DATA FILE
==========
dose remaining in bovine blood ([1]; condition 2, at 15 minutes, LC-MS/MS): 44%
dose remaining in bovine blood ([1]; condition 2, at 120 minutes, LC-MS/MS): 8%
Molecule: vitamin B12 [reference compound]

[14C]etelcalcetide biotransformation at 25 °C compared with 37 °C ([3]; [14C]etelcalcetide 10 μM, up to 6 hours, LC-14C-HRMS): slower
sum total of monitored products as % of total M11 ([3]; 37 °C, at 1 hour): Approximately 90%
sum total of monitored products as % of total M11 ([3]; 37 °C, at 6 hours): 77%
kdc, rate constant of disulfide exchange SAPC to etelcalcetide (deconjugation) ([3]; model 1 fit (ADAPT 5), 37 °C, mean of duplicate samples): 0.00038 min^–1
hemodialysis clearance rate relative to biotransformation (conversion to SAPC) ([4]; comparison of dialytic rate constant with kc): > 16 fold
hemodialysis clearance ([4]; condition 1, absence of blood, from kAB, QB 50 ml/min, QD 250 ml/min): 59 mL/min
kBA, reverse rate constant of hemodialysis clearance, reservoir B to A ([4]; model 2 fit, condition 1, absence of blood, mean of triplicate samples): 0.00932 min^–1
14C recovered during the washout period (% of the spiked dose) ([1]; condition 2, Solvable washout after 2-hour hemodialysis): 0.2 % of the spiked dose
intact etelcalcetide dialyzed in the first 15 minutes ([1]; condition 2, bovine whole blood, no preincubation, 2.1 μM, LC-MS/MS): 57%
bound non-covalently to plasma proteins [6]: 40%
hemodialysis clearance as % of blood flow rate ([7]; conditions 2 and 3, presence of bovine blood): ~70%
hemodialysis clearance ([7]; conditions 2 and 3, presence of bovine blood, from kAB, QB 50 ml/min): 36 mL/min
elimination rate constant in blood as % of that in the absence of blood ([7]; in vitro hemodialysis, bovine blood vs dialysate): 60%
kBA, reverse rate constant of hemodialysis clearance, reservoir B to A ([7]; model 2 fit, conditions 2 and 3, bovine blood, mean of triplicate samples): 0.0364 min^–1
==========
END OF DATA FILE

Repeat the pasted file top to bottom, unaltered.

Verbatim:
dose remaining in bovine blood ([1]; condition 2, at 15 minutes, LC-MS/MS): 44%
dose remaining in bovine blood ([1]; condition 2, at 120 minutes, LC-MS/MS): 8%
Molecule: vitamin B12 [reference compound]

[14C]etelcalcetide biotransformation at 25 °C compared with 37 °C ([3]; [14C]etelcalcetide 10 μM, up to 6 hours, LC-14C-HRMS): slower
sum total of monitored products as % of total M11 ([3]; 37 °C, at 1 hour): Approximately 90%
sum total of monitored products as % of total M11 ([3]; 37 °C, at 6 hours): 77%
kdc, rate constant of disulfide exchange SAPC to etelcalcetide (deconjugation) ([3]; model 1 fit (ADAPT 5), 37 °C, mean of duplicate samples): 0.00038 min^–1
hemodialysis clearance rate relative to biotransformation (conversion to SAPC) ([4]; comparison of dialytic rate constant with kc): > 16 fold
hemodialysis clearance ([4]; condition 1, absence of blood, from kAB, QB 50 ml/min, QD 250 ml/min): 59 mL/min
kBA, reverse rate constant of hemodialysis clearance, reservoir B to A ([4]; model 2 fit, condition 1, absence of blood, mean of triplicate samples): 0.00932 min^–1
14C recovered during the washout period (% of the spiked dose) ([1]; condition 2, Solvable washout after 2-hour hemodialysis): 0.2 % of the spiked dose
intact etelcalcetide dialyzed in the first 15 minutes ([1]; condition 2, bovine whole blood, no preincubation, 2.1 μM, LC-MS/MS): 57%
bound non-covalently to plasma proteins [6]: 40%
hemodialysis clearance as % of blood flow rate ([7]; conditions 2 and 3, presence of bovine blood): ~70%
hemodialysis clearance ([7]; conditions 2 and 3, presence of bovine blood, from kAB, QB 50 ml/min): 36 mL/min
elimination rate constant in blood as % of that in the absence of blood ([7]; in vitro hemodialysis, bovine blood vs dialysate): 60%
kBA, reverse rate constant of hemodialysis clearance, reservoir B to A ([7]; model 2 fit, conditions 2 and 3, bovine blood, mean of triplicate samples): 0.0364 min^–1